HIP HOP – BACKGROUND
Hip hop culture includes many elements, such as:
- music – including DJing, MCing, turntabling, sampling, looping and scratching
- vocal performance – including rapping, beatboxing,
- dance – including freestyle breakdancing and team (crew) dancing
- street fashion
- visual art – including grafitti art (graf)
The culture originated among African-American communities in the late 1970s in the South Bronx area of New York City. One of the early and highly influential exponents of the emerging artform was AfrIka Bambaataa, who took the electronic musical forms of German group Kraftwerk and introduced a combination of sampling and combining beats from different records on two turntables, creating repeated loops, over which improvised rhyming poetry was chanted. A vocal percussive technique, called ‘human beatboxing’ was another hip hop element that grew in the culture.
Perhaps it just means ‘hip dancing’ or perhaps the tale of Keith ‘Cowboy’ Wiggins from Grandmaster Flash is the real origin. He is said to have chanted ‘hip hop’ instead of ‘left right’ (military marching) when his friend joined the army. He incorporated the chant and move into his stage act and was copied. Disco artists referred to these new dancers, disparagingly, as ‘hip-hoppers’ – and then the name became a badge of honour.
‘DJ’ comes originally from the old radio term ‘disc jockey’. DJing and ‘turntablism’ refer to the technque of using two turntables simultaneously, mixing beats (‘breaks’) from different records and performing other electronic tricks. A pioneer of the form was Kool DJ Herc. Other DJs, such as Grandmaster Flash, introduced techniques such as ‘scratching’, which involves manipulating the record, backward and forward, as it is playing. Other famous DJs include DJ Jazzy Jeff and DJ Scratch. ‘Mixtape DJs’ create mixtapes of different artists’ work.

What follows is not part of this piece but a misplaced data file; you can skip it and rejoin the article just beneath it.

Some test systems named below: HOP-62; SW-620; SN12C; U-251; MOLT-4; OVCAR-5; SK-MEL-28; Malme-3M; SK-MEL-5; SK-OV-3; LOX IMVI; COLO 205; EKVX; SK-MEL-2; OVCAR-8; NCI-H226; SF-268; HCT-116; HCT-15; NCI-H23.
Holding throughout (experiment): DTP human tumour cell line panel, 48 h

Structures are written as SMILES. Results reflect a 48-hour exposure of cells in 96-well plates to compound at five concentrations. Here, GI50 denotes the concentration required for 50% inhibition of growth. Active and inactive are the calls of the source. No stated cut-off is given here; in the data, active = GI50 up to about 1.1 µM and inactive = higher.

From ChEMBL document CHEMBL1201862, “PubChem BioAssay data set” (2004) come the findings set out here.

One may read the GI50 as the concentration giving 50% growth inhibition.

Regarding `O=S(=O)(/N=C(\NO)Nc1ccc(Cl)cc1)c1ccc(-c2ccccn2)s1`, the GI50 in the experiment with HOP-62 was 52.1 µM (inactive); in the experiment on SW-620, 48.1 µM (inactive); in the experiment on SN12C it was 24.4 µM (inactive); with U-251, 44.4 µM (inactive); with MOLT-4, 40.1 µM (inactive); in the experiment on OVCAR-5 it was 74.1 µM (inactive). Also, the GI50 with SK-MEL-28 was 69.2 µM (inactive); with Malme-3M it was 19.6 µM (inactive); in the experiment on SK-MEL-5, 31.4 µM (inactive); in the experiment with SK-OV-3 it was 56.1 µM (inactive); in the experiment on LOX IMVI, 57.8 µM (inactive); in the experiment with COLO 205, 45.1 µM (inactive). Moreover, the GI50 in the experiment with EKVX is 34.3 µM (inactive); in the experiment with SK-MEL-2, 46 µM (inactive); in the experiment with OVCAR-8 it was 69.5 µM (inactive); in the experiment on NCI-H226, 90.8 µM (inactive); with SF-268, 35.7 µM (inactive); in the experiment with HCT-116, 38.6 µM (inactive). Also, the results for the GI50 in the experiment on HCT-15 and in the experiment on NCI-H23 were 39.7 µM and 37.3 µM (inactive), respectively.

MCing (emceeing), or rapping, is the technique of performing chanted or spoken rhyming poetry over rhythmic accompaniment. The rhythmic structure of the rap can be simple or extremely complex. DJ Kool Herc was influential in developing rapping. He was Jamaican born and grew up with the Jamaican DJ tradition of ‘toasting’, which was impromptu, ‘boasting’ rhymes over Reggae music, often done to promote a record, a DJ or a party. But the African Americans also had a long tradition of impromptu rhyming – often used as a humorous boasting or friendly insulting game between men. Rapping can be traced right back to West Africa. Famous hip hop rappers include the Sugarhill Gang. MC Melle Mel is often credited as the first MC to call himself an MC.
Loops & Sampling
‘Sampling’ simply refers to the technique of taking a section, or sample, of a recording – often an instrumental break – and using it as a rhythmic loop over which lyrics can be rapped. In early hip hop, machines called ‘samplers’ were used for this purpose, but there are now many computer programs which do the same job.